Following EMI Films successes with Murder on the Orient Express (1974) and Death on the Nile (1978), the decision was made to follow the same format of big stars and great locations and bring Evil Under The Sun to the big screen. Utilizing the proven talents of the team who had worked on the previous two Christie films, EMI retained Anthony Staffer (Murder on the Orient Express and Death on the Nile) to write the screenplay and Guy Hamilton (The Mirror Crack’d) to direct. The extravagantly opulent 1930’s wardrobe was designed by Anthony Powell who had also worked on Death on the Nile for which he won the Academy Award for Best Costume Design.
Although Christie’s novel was set in the English County of Devon, Director Guy Hamilton suggested the Majorca location to mimic the allure of the previous successes in adding to the visual interest of the story. The aerial shots used in filming are of Sa Dragonera, an uninhabited island located off the west coast of Majorca. Cala d’en Monjo on the Balearic Islands was used for the exteriors of Daphne’s Hotel, which had originally been a private estate, since purchased by the Mallorca Island Council to develop into a natural park. The hotel garden scenes were filmed at the nearby Raixa Estate, and the Gull Cove beach and swimming scenes were filmed at the remote Cala en Feliu on the Formentor Peninsula. The beach of the murder scene is the Cala Blanca, Camp de Mar, on the Balearic Islands.
Evil Under the Sun is a gorgeous and witty film set to a beautiful 1930’s Cole Porter soundtrack and although not as successful as its predecessors, it is still a very fun visual and entertaining romp through a fun murderous weekend in the Spanish islands.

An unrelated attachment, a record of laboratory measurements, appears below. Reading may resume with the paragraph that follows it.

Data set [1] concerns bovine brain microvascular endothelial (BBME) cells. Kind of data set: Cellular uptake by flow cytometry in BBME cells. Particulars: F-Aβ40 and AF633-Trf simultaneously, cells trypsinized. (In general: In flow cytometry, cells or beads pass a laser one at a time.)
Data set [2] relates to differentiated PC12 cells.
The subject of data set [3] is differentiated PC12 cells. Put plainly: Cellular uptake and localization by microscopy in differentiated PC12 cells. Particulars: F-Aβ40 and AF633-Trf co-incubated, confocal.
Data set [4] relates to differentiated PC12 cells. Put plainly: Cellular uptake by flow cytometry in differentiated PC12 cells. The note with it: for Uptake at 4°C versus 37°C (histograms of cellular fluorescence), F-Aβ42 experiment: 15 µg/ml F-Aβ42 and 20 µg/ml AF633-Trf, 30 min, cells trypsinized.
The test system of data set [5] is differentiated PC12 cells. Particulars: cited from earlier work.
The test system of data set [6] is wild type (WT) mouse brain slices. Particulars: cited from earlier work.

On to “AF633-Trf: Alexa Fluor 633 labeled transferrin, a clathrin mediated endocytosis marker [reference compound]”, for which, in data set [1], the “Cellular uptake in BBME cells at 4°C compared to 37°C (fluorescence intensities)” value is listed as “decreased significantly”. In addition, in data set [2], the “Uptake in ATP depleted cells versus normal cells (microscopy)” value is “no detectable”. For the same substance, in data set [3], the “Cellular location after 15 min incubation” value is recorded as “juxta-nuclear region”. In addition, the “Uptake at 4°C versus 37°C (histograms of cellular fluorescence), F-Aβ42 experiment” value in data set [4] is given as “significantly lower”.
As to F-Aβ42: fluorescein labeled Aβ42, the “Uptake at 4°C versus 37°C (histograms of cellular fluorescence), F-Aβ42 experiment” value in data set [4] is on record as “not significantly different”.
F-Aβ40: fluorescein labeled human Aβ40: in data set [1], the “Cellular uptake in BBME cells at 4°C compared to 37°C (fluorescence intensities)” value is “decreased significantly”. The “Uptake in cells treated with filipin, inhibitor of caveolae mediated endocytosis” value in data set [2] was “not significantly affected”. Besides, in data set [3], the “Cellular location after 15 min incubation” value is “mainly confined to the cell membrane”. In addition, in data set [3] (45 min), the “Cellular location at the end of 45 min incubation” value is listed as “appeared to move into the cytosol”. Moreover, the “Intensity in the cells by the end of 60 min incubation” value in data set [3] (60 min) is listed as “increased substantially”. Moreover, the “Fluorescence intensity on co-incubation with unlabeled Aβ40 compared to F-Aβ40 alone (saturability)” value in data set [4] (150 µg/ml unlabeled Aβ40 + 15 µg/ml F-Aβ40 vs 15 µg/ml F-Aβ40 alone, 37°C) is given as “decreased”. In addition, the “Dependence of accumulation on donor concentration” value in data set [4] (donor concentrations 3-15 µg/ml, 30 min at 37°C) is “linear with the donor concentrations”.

Shirley Valentine (1989)
Shirley Valentine is a 1989 British romantic comedy which follows forty-something Brit Shirley Valentine through a comedic mid-life crisis as she revisits and rediscovers the dreams of her youth and her innocent love of life. The film (and play) addresses the questions: “What happened to the high school rebel full of dreams of travel” and “when did I turn into this and he into that?”
Producer and director Lewis Gilbert created a beautiful re-imagination of Willy Russell’s stage play for the big screen. However, the glue that holds this witty and direct comedy together is entirely attributed to the believability and relatability of Pauline Collins and the life she breathes into Shirley Valentine. The audience can envision themselves in her situations and can relate to the sarcastic assessment of her life’s dreams and its realities. We understand her station in life and her questioning of “is this all there is?” and why she takes advantage of the opportunity presented to her of a fortnight holiday in Greece. The essence of the main character is enhanced in her important monologues where the lonely Shirley voices her thoughts with her kitchen wall or to a rock on the beach in Greece, as well as sharing certain insights with the viewers – “I talk to rock, but he doesn’t talk to me. He can’t you see, he’s a Greek rock. He can’t understand a bleeding thing I’m saying.”